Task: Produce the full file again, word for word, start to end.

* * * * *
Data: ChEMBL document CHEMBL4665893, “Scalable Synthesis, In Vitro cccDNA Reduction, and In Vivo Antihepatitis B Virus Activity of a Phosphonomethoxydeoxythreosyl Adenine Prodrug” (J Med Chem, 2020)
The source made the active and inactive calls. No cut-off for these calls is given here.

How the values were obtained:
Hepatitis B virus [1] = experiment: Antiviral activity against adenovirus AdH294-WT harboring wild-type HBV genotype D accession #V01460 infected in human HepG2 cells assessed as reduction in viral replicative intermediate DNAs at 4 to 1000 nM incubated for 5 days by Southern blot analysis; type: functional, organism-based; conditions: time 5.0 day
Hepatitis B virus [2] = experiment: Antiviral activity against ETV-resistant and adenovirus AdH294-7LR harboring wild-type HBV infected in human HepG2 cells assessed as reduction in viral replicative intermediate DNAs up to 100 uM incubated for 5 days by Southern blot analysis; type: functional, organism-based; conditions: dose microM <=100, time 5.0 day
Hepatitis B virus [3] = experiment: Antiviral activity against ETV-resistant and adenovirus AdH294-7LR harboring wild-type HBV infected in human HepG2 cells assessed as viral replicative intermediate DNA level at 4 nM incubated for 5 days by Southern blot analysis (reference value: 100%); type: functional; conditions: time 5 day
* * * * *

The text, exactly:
Data: ChEMBL document CHEMBL4665893, “Scalable Synthesis, In Vitro cccDNA Reduction, and In Vivo Antihepatitis B Virus Activity of a Phosphonomethoxydeoxythreosyl Adenine Prodrug” (J Med Chem, 2020)
The source made the active and inactive calls. No cut-off for these calls is given here.

How the values were obtained:
Hepatitis B virus [1] = experiment: Antiviral activity against adenovirus AdH294-WT harboring wild-type HBV genotype D accession #V01460 infected in human HepG2 cells assessed as reduction in viral replicative intermediate DNAs at 4 to 1000 nM incubated for 5 days by Southern blot analysis; type: functional, organism-based; conditions: time 5.0 day
Hepatitis B virus [2] = experiment: Antiviral activity against ETV-resistant and adenovirus AdH294-7LR harboring wild-type HBV infected in human HepG2 cells assessed as reduction in viral replicative intermediate DNAs up to 100 uM incubated for 5 days by Southern blot analysis; type: functional, organism-based; conditions: dose microM <=100, time 5.0 day
Hepatitis B virus [3] = experiment: Antiviral activity against ETV-resistant and adenovirus AdH294-7LR harboring wild-type HBV infected in human HepG2 cells assessed as viral replicative intermediate DNA level at 4 nM incubated for 5 days by Southern blot analysis (reference value: 100%); type: functional; conditions: time 5 day